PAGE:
Small dogs, particularly terrier type breeds are extremely inquisitive of mammal holes and will find themselves slipping easily through sett entrances and down badger tunnels whilst out walking off the lead.

Firstly, if you own such a breed, it’s your responsibility to keep your dog on a lead in areas where badgers may be present or you can visibly see mammal holes.

Watching your beloved pet disappearing into a badger sett can be very traumatic, not knowing whether the sett is occupied or whether your pet is stuck or worse!

Here is some guidance on what you must do should this happen to you:

Do Not Dig – It’s your first instinct but apart from being an illegal activity, this could seriously hinder and risk the safe retrieval of your pet.

Do … Make a note of where you are; a grid reference is really helpful. Note the time that your dog entered the sett and if its an extensive sett, which entrance.

Do … Call the RSPCA and your local Badger Group.

Do … Keep calling for your dog and listen out for him/her, as this will give you an indication of where he/she might be within the sett.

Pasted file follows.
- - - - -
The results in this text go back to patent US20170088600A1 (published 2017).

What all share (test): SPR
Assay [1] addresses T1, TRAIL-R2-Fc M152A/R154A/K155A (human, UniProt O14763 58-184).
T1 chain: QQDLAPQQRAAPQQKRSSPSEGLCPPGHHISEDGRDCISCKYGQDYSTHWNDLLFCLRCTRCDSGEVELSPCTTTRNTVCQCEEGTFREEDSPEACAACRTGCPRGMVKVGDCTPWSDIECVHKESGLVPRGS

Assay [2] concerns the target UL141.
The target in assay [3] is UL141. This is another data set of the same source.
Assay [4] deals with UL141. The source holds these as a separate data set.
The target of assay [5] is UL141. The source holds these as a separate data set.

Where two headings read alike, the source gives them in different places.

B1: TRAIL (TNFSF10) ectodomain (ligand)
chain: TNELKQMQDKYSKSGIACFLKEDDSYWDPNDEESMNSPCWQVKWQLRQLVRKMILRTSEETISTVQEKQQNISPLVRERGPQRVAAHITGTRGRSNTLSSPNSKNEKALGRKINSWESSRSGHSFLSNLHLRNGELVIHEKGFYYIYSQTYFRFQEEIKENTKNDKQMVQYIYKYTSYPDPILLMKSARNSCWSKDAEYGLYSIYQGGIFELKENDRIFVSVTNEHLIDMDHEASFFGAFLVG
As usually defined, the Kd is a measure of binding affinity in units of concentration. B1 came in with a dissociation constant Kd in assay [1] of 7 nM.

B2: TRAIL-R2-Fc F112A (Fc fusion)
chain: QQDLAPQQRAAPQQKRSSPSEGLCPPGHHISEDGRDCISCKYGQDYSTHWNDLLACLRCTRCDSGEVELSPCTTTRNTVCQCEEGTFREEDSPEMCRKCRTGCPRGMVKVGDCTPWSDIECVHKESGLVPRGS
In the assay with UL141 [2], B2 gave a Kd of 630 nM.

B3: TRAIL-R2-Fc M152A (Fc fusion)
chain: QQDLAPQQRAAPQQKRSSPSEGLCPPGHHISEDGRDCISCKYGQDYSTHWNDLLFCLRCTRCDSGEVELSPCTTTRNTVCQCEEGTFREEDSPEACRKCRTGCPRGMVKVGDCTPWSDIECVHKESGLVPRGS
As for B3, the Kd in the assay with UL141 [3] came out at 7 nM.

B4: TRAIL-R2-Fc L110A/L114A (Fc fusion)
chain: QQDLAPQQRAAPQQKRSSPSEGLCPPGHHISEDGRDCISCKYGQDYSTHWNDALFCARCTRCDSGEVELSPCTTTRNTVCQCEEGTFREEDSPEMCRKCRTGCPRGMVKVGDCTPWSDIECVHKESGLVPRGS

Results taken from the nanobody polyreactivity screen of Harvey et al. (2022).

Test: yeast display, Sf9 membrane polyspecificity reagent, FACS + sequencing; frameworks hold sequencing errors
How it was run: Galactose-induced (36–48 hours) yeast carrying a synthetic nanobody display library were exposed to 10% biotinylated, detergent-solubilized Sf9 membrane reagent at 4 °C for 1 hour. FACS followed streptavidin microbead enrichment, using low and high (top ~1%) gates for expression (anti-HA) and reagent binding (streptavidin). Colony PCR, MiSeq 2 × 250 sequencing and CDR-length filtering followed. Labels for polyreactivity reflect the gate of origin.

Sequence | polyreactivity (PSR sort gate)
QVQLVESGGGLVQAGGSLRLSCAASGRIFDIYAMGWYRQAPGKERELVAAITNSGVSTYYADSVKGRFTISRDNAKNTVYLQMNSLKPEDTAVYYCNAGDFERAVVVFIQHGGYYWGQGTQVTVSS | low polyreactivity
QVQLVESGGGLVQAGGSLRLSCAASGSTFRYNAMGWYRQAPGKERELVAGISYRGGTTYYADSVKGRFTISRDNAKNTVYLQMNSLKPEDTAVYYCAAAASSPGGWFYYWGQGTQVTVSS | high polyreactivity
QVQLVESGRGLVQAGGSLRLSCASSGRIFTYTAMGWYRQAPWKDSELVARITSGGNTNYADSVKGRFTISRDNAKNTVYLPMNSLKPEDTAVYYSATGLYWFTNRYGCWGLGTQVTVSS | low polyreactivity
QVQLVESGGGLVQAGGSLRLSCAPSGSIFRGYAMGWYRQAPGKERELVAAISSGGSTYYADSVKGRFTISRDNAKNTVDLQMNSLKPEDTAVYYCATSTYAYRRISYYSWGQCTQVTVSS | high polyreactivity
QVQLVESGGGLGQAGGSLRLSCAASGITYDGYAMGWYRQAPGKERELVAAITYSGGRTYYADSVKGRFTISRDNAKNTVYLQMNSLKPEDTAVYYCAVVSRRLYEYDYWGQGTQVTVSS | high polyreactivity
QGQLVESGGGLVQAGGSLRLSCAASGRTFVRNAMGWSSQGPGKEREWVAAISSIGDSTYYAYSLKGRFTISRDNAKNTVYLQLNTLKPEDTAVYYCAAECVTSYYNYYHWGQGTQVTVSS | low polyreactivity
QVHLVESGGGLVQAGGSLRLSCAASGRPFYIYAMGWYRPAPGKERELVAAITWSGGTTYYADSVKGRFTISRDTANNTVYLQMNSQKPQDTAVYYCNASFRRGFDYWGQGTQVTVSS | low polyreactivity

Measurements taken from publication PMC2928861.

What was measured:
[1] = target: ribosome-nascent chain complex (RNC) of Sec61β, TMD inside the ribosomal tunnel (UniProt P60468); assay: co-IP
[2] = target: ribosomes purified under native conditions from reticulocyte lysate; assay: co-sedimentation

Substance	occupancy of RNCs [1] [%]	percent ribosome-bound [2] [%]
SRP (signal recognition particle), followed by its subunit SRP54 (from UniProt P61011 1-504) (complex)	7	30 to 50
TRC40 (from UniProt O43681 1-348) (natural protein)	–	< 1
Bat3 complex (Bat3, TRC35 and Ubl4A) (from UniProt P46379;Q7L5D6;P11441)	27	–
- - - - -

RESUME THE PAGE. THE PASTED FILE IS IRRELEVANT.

Do … Place some dog food and water at the entrance to entice your dog out and it’s also worth trying a ‘squeaky’ favourite toy that he/she is familiar with – a ‘worn’ item of clothing that has all the smells of home can be placed at the sett too.

 

The normal arrangements are that a dog is left for at least 48 hours before any action is taken, as more often than not, the dog will appear within that time.

No action must be taken until all parties are notified, this includes the landowner and Natural England, who will, if needed, provide a licence for any investigative procedure, i.e. a camera probe to be inserted into the sett to pick up any sight or sound of the dog to establish it’s position.

Remember, dogs can survive under ground without food for several days.

Badgers and their setts are protected by law

http://www.legislation.gov.uk/ukpga/1992/51/contents

Always seek advice.